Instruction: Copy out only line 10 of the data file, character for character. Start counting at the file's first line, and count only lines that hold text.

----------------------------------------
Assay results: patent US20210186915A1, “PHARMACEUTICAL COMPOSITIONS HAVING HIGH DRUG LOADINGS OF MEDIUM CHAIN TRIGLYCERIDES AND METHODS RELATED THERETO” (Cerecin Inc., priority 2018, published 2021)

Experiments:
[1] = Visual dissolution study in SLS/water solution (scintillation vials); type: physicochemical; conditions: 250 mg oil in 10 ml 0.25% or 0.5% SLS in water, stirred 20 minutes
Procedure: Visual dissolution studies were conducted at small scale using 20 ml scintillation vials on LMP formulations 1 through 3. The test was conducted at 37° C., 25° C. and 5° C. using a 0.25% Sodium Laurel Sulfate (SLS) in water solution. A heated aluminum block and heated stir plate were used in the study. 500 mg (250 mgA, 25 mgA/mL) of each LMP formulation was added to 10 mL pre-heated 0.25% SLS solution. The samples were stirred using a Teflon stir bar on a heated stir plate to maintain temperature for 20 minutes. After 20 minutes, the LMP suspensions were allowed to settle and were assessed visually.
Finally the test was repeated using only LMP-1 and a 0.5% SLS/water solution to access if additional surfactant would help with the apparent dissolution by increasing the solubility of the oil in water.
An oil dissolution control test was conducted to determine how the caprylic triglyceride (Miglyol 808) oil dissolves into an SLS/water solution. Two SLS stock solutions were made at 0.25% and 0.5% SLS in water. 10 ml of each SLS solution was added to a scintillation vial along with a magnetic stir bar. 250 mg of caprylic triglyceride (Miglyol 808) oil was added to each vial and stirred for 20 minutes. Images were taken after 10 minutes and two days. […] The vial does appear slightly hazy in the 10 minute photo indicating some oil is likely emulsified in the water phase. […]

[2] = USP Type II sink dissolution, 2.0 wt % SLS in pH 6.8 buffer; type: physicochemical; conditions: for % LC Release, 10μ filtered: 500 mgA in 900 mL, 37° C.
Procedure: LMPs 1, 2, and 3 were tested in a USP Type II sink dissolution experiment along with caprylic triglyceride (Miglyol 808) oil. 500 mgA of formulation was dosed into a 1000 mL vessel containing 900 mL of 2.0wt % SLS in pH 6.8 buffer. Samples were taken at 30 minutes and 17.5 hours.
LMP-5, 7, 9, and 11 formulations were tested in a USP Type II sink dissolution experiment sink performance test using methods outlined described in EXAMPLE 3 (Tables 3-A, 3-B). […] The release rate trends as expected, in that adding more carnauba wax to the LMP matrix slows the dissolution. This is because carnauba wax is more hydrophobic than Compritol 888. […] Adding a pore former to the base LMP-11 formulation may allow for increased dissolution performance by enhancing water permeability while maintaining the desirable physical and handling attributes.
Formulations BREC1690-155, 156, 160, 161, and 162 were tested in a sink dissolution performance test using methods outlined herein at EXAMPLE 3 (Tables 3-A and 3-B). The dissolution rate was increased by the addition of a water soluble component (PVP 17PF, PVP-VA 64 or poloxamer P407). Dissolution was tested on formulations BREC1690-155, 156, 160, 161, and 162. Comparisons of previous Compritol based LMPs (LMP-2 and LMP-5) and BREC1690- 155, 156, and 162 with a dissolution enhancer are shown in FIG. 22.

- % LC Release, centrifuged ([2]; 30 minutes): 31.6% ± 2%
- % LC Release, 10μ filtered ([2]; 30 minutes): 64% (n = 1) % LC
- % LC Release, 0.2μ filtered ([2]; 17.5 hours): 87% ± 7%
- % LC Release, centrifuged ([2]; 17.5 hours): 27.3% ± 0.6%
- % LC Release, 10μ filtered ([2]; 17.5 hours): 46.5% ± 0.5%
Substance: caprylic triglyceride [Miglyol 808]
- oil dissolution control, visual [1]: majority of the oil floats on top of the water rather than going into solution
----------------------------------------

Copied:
Formulations BREC1690-155, 156, 160, 161, and 162 were tested in a sink dissolution performance test using methods outlined herein at EXAMPLE 3 (Tables 3-A and 3-B). The dissolution rate was increased by the addition of a water soluble component (PVP 17PF, PVP-VA 64 or poloxamer P407). Dissolution was tested on formulations BREC1690-155, 156, 160, 161, and 162. Comparisons of previous Compritol based LMPs (LMP-2 and LMP-5) and BREC1690- 155, 156, and 162 with a dissolution enhancer are shown in FIG. 22.